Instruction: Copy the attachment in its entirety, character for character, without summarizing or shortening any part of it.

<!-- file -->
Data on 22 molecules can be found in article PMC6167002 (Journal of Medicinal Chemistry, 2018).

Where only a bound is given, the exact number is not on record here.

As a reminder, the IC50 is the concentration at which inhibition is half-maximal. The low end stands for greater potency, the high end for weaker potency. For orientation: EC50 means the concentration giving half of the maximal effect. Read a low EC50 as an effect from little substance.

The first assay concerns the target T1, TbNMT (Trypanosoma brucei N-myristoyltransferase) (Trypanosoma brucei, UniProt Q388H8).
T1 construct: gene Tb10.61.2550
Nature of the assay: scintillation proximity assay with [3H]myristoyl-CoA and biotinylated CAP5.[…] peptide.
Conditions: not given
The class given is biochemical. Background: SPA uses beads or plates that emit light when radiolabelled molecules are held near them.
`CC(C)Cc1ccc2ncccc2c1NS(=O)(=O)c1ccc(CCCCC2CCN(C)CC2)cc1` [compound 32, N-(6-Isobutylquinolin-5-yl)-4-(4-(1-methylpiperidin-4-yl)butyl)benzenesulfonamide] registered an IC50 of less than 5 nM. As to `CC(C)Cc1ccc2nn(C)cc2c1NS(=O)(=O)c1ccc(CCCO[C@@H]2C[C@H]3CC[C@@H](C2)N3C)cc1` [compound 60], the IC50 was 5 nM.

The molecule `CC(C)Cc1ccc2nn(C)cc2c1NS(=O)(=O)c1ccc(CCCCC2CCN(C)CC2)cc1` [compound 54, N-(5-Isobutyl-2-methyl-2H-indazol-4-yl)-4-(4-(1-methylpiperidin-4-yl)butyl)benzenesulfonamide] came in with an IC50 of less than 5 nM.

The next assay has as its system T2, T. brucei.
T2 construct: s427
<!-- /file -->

Data on 22 molecules can be found in article PMC6167002 (Journal of Medicinal Chemistry, 2018).

Where only a bound is given, the exact number is not on record here.

As a reminder, the IC50 is the concentration at which inhibition is half-maximal. The low end stands for greater potency, the high end for weaker potency. For orientation: EC50 means the concentration giving half of the maximal effect. Read a low EC50 as an effect from little substance.

The first assay concerns the target T1, TbNMT (Trypanosoma brucei N-myristoyltransferase) (Trypanosoma brucei, UniProt Q388H8).
T1 construct: gene Tb10.61.2550
Nature of the assay: scintillation proximity assay with [3H]myristoyl-CoA and biotinylated CAP5.[…] peptide.
Conditions: not given
The class given is biochemical. Background: SPA uses beads or plates that emit light when radiolabelled molecules are held near them.
`CC(C)Cc1ccc2ncccc2c1NS(=O)(=O)c1ccc(CCCCC2CCN(C)CC2)cc1` [compound 32, N-(6-Isobutylquinolin-5-yl)-4-(4-(1-methylpiperidin-4-yl)butyl)benzenesulfonamide] registered an IC50 of less than 5 nM. As to `CC(C)Cc1ccc2nn(C)cc2c1NS(=O)(=O)c1ccc(CCCO[C@@H]2C[C@H]3CC[C@@H](C2)N3C)cc1` [compound 60], the IC50 was 5 nM.

The molecule `CC(C)Cc1ccc2nn(C)cc2c1NS(=O)(=O)c1ccc(CCCCC2CCN(C)CC2)cc1` [compound 54, N-(5-Isobutyl-2-methyl-2H-indazol-4-yl)-4-(4-(1-methylpiperidin-4-yl)butyl)benzenesulfonamide] came in with an IC50 of less than 5 nM.

The next assay has as its system T2, T. brucei.
T2 construct: s427